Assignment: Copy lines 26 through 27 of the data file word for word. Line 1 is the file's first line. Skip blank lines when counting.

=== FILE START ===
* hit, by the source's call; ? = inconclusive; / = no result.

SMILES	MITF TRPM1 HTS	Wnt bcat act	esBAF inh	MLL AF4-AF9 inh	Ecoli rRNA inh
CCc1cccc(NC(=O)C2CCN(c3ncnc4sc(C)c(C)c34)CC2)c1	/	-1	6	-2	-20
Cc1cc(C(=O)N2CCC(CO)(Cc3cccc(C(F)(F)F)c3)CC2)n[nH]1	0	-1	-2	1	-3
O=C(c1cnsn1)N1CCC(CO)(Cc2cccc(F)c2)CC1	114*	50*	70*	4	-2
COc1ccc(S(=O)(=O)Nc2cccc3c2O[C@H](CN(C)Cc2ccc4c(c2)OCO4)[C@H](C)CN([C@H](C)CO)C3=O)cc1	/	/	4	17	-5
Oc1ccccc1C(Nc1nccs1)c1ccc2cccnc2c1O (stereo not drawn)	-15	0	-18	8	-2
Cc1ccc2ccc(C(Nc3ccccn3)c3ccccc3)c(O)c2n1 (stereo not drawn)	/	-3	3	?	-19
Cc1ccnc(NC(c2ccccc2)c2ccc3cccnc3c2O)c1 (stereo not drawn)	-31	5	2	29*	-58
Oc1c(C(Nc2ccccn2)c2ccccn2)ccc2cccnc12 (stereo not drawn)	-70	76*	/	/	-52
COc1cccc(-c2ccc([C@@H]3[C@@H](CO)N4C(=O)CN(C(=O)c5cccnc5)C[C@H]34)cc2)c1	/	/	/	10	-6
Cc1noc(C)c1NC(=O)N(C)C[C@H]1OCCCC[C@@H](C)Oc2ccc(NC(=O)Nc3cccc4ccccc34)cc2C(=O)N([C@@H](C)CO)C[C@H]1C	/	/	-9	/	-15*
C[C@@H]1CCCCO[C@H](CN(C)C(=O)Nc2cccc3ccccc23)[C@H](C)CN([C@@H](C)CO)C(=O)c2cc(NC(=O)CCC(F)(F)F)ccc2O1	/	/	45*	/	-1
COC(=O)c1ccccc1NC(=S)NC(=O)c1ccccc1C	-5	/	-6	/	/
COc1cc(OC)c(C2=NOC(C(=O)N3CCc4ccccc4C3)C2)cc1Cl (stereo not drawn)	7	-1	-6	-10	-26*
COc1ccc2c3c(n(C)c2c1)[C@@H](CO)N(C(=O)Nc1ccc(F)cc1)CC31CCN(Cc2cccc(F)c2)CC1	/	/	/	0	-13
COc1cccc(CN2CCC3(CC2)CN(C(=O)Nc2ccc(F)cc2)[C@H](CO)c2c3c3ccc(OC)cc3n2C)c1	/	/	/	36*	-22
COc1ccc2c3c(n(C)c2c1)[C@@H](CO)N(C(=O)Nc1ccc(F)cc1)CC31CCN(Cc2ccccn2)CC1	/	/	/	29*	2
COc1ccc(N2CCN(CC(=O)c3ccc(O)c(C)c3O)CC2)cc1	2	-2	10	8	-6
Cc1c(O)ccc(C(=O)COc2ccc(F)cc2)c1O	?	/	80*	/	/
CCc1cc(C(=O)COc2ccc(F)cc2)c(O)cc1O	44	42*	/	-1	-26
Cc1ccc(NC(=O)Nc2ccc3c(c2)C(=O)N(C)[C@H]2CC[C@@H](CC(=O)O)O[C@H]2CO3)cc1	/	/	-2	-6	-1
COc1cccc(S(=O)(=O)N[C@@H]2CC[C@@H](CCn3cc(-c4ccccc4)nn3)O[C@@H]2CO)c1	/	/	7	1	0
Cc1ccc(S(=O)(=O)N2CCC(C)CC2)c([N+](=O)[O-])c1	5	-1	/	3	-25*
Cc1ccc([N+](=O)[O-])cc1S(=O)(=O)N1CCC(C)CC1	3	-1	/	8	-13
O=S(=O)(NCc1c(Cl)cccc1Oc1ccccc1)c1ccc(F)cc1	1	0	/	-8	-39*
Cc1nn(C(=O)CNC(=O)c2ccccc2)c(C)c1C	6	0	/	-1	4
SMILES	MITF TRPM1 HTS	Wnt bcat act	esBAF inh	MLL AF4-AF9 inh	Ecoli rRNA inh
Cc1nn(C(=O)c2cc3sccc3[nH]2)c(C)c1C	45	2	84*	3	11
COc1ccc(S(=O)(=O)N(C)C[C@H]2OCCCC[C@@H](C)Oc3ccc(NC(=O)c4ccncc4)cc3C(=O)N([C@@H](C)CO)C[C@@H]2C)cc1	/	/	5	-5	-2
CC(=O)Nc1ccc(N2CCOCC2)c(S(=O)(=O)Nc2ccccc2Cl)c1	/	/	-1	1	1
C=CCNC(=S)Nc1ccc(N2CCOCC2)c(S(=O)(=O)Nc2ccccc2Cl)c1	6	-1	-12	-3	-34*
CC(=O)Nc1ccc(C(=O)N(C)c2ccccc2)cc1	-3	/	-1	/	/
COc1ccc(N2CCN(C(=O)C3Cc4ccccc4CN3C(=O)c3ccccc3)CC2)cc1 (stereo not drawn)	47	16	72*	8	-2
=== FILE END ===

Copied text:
O=S(=O)(NCc1c(Cl)cccc1Oc1ccccc1)c1ccc(F)cc1	1	0	/	-8	-39*
Cc1nn(C(=O)CNC(=O)c2ccccc2)c(C)c1C	6	0	/	-1	4